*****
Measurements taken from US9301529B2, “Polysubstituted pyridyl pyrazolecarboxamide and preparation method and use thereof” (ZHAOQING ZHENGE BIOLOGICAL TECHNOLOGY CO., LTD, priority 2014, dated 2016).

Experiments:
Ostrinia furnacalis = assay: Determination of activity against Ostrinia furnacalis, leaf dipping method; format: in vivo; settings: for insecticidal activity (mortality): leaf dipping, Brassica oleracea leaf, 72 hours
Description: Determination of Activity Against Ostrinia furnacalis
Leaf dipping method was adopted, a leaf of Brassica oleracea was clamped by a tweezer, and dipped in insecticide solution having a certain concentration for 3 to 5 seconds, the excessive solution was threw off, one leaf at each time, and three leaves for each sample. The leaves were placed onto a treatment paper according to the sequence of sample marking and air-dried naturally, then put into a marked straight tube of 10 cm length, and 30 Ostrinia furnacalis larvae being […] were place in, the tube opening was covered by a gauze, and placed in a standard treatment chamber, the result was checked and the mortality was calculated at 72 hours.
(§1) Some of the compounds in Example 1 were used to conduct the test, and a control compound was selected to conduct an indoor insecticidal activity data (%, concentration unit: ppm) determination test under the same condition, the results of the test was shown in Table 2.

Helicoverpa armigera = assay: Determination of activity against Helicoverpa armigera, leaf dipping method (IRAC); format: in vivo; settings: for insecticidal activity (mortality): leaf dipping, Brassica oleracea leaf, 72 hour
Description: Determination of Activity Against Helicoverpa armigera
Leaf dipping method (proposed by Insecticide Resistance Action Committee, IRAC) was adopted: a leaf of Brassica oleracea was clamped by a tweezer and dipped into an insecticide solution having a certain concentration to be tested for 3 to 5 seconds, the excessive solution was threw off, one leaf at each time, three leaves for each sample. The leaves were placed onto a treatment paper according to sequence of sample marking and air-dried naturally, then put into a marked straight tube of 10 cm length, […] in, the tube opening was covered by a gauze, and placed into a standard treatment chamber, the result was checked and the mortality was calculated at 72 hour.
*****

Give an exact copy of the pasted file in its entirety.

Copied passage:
Measurements taken from US9301529B2, “Polysubstituted pyridyl pyrazolecarboxamide and preparation method and use thereof” (ZHAOQING ZHENGE BIOLOGICAL TECHNOLOGY CO., LTD, priority 2014, dated 2016).

Experiments:
Ostrinia furnacalis = assay: Determination of activity against Ostrinia furnacalis, leaf dipping method; format: in vivo; settings: for insecticidal activity (mortality): leaf dipping, Brassica oleracea leaf, 72 hours
Description: Determination of Activity Against Ostrinia furnacalis
Leaf dipping method was adopted, a leaf of Brassica oleracea was clamped by a tweezer, and dipped in insecticide solution having a certain concentration for 3 to 5 seconds, the excessive solution was threw off, one leaf at each time, and three leaves for each sample. The leaves were placed onto a treatment paper according to the sequence of sample marking and air-dried naturally, then put into a marked straight tube of 10 cm length, and 30 Ostrinia furnacalis larvae being […] were place in, the tube opening was covered by a gauze, and placed in a standard treatment chamber, the result was checked and the mortality was calculated at 72 hours.
(§1) Some of the compounds in Example 1 were used to conduct the test, and a control compound was selected to conduct an indoor insecticidal activity data (%, concentration unit: ppm) determination test under the same condition, the results of the test was shown in Table 2.

Helicoverpa armigera = assay: Determination of activity against Helicoverpa armigera, leaf dipping method (IRAC); format: in vivo; settings: for insecticidal activity (mortality): leaf dipping, Brassica oleracea leaf, 72 hour
Description: Determination of Activity Against Helicoverpa armigera
Leaf dipping method (proposed by Insecticide Resistance Action Committee, IRAC) was adopted: a leaf of Brassica oleracea was clamped by a tweezer and dipped into an insecticide solution having a certain concentration to be tested for 3 to 5 seconds, the excessive solution was threw off, one leaf at each time, three leaves for each sample. The leaves were placed onto a treatment paper according to sequence of sample marking and air-dried naturally, then put into a marked straight tube of 10 cm length, […] in, the tube opening was covered by a gauze, and placed into a standard treatment chamber, the result was checked and the mortality was calculated at 72 hour.